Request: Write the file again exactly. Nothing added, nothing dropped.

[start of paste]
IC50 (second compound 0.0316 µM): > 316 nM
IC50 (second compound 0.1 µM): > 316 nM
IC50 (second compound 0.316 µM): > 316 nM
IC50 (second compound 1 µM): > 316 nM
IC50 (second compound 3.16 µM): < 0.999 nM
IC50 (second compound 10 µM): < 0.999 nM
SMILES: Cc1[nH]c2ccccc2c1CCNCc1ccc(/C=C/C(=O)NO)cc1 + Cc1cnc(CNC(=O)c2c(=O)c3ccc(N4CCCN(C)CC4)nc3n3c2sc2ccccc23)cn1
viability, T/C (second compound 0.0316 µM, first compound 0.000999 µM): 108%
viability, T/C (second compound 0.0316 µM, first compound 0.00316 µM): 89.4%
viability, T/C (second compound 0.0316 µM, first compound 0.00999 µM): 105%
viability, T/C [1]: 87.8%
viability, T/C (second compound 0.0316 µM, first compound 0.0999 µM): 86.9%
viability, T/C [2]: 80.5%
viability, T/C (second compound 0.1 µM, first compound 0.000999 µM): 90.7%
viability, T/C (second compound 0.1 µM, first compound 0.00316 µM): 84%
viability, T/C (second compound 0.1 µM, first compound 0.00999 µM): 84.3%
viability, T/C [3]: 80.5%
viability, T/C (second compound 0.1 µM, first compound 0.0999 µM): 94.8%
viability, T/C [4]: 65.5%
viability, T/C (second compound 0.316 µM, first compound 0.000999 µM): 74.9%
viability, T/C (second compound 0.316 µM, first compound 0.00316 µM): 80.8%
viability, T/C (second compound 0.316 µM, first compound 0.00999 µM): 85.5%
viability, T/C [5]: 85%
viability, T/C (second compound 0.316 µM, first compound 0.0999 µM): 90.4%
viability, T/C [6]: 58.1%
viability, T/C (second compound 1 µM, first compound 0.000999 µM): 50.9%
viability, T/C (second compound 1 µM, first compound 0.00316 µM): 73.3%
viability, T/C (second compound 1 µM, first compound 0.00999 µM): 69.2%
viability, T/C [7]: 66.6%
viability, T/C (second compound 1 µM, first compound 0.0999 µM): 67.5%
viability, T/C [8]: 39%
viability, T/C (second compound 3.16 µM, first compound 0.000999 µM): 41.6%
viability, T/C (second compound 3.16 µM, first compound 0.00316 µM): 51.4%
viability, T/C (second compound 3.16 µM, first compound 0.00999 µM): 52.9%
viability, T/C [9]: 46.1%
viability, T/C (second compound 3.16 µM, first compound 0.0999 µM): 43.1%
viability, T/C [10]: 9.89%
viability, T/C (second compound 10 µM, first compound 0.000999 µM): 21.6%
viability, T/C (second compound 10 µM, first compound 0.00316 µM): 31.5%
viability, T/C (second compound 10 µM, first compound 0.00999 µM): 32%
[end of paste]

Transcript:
IC50 (second compound 0.0316 µM): > 316 nM
IC50 (second compound 0.1 µM): > 316 nM
IC50 (second compound 0.316 µM): > 316 nM
IC50 (second compound 1 µM): > 316 nM
IC50 (second compound 3.16 µM): < 0.999 nM
IC50 (second compound 10 µM): < 0.999 nM
SMILES: Cc1[nH]c2ccccc2c1CCNCc1ccc(/C=C/C(=O)NO)cc1 + Cc1cnc(CNC(=O)c2c(=O)c3ccc(N4CCCN(C)CC4)nc3n3c2sc2ccccc23)cn1
viability, T/C (second compound 0.0316 µM, first compound 0.000999 µM): 108%
viability, T/C (second compound 0.0316 µM, first compound 0.00316 µM): 89.4%
viability, T/C (second compound 0.0316 µM, first compound 0.00999 µM): 105%
viability, T/C [1]: 87.8%
viability, T/C (second compound 0.0316 µM, first compound 0.0999 µM): 86.9%
viability, T/C [2]: 80.5%
viability, T/C (second compound 0.1 µM, first compound 0.000999 µM): 90.7%
viability, T/C (second compound 0.1 µM, first compound 0.00316 µM): 84%
viability, T/C (second compound 0.1 µM, first compound 0.00999 µM): 84.3%
viability, T/C [3]: 80.5%
viability, T/C (second compound 0.1 µM, first compound 0.0999 µM): 94.8%
viability, T/C [4]: 65.5%
viability, T/C (second compound 0.316 µM, first compound 0.000999 µM): 74.9%
viability, T/C (second compound 0.316 µM, first compound 0.00316 µM): 80.8%
viability, T/C (second compound 0.316 µM, first compound 0.00999 µM): 85.5%
viability, T/C [5]: 85%
viability, T/C (second compound 0.316 µM, first compound 0.0999 µM): 90.4%
viability, T/C [6]: 58.1%
viability, T/C (second compound 1 µM, first compound 0.000999 µM): 50.9%
viability, T/C (second compound 1 µM, first compound 0.00316 µM): 73.3%
viability, T/C (second compound 1 µM, first compound 0.00999 µM): 69.2%
viability, T/C [7]: 66.6%
viability, T/C (second compound 1 µM, first compound 0.0999 µM): 67.5%
viability, T/C [8]: 39%
viability, T/C (second compound 3.16 µM, first compound 0.000999 µM): 41.6%
viability, T/C (second compound 3.16 µM, first compound 0.00316 µM): 51.4%
viability, T/C (second compound 3.16 µM, first compound 0.00999 µM): 52.9%
viability, T/C [9]: 46.1%
viability, T/C (second compound 3.16 µM, first compound 0.0999 µM): 43.1%
viability, T/C [10]: 9.89%
viability, T/C (second compound 10 µM, first compound 0.000999 µM): 21.6%
viability, T/C (second compound 10 µM, first compound 0.00316 µM): 31.5%
viability, T/C (second compound 10 µM, first compound 0.00999 µM): 32%